I think this author is always at his most clever when he takes on American politics. The story begins with an assassination attempt on U.S. President Seth Jerrison. Ironically, the President was speaking about the need to combat increasing violence, which lately had included a series of bombs emitting widely-damaging electromagnetic pulses. The Liberty Bell in Philadelphia had been destroyed, as had the Golden Gate Bridge in San Francisco, and the Willis Tower in Chicago.
After being shot, the president was rushed to surgery, but during the procedure, yet another bomb went off, this one destroying the White House. The electromagnetic pulse that followed after the bomb interacted with some experimental hospital equipment in use. Most of the people in the hospital, including the President, were affected by the resulting “quantum entanglement,” which changed them in radical ways no one could have predicted.
Discussion: How can you not love Robert J. Sawyer? He has won fifty national and international awards for his fiction, and is one of only eight writers ever to win all three of the world’s top awards for best science fiction novel of the year. Additionally, he received an honorary doctorate (Doctor of Letters, honoris causa) from Laurentian University in Sudbury, Ontario. His books are witty, stimulating, and overwhelmingly convey a rosy view of life no matter how dire the circumstances.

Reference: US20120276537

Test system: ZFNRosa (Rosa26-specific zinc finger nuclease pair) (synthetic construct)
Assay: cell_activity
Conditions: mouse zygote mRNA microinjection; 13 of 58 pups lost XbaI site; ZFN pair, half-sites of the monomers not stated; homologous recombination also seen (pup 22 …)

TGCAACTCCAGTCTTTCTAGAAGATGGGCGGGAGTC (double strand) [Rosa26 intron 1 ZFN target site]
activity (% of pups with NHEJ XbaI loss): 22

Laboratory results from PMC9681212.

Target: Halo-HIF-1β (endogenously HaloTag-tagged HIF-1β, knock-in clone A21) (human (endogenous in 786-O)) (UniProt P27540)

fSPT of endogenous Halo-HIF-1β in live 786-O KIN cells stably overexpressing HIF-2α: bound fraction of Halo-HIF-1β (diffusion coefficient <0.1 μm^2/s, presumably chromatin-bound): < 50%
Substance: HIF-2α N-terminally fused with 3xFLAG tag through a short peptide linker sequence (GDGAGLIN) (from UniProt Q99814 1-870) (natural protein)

The increase in terrorism is certainly dire, and is a development that has informed other works by Sawyer as well as this one. What is the right way to handle terrorism? Do you take an eye for an eye? Do you trust in the strategy of mutually assured destruction? Or is it possible that people can actually become committed – somehow – to mutually assured survival?
Sawyer maintains that science fiction is “ a literature of ideas,” embracing “science, philosophy, history, and ethics.” Certainly, his science fiction is! And although he is very into complicated ideas from the fields of neurobiology and physics, not to mention ethics and political theory, he writes in a way that is neither abstruse nor didactic. His approach is more like Goldilocks found the third bear to be: just right!
Evaluation: I so enjoy the imaginative flights Sawyer takes us on when he contemplates different realities. The plot in this book seems – to me – a bit more improbable than in some of his other books, but I might feel that way just because the author has such an optimistic, upbeat vision of the future! (I, as you may know, am more of a glass three-fourths empty type. Okay, seven-eighths.) Nevertheless, just because Sawyer is positive and a happy-seeming person doesn’t mean his conjectures are outlandish. He is an incredibly thought-provoking, entertaining writer who rarely disappoints!
Published by The Berkley Publishing Group, 2012